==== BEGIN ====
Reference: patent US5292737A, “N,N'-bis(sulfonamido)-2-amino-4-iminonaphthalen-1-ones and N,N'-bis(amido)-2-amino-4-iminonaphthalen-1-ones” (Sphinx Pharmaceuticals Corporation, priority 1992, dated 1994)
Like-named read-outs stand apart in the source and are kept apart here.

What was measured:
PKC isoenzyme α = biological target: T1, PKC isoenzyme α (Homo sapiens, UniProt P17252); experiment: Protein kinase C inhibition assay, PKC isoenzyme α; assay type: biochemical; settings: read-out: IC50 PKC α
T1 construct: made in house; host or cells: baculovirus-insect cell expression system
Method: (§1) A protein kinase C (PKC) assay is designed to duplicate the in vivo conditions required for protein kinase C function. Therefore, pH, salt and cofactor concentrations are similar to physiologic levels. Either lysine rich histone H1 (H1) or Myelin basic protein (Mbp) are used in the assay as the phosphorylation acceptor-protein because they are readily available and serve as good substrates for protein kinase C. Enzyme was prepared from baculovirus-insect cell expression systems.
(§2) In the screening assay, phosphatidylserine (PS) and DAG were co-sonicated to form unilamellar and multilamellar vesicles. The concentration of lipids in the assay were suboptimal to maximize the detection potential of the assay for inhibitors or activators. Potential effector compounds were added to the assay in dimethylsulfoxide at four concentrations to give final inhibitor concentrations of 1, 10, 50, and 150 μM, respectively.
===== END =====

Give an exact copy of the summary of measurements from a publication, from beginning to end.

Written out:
Reference: patent US5292737A, “N,N'-bis(sulfonamido)-2-amino-4-iminonaphthalen-1-ones and N,N'-bis(amido)-2-amino-4-iminonaphthalen-1-ones” (Sphinx Pharmaceuticals Corporation, priority 1992, dated 1994)
Like-named read-outs stand apart in the source and are kept apart here.

What was measured:
PKC isoenzyme α = biological target: T1, PKC isoenzyme α (Homo sapiens, UniProt P17252); experiment: Protein kinase C inhibition assay, PKC isoenzyme α; assay type: biochemical; settings: read-out: IC50 PKC α
T1 construct: made in house; host or cells: baculovirus-insect cell expression system
Method: (§1) A protein kinase C (PKC) assay is designed to duplicate the in vivo conditions required for protein kinase C function. Therefore, pH, salt and cofactor concentrations are similar to physiologic levels. Either lysine rich histone H1 (H1) or Myelin basic protein (Mbp) are used in the assay as the phosphorylation acceptor-protein because they are readily available and serve as good substrates for protein kinase C. Enzyme was prepared from baculovirus-insect cell expression systems.
(§2) In the screening assay, phosphatidylserine (PS) and DAG were co-sonicated to form unilamellar and multilamellar vesicles. The concentration of lipids in the assay were suboptimal to maximize the detection potential of the assay for inhibitors or activators. Potential effector compounds were added to the assay in dimethylsulfoxide at four concentrations to give final inhibitor concentrations of 1, 10, 50, and 150 μM, respectively.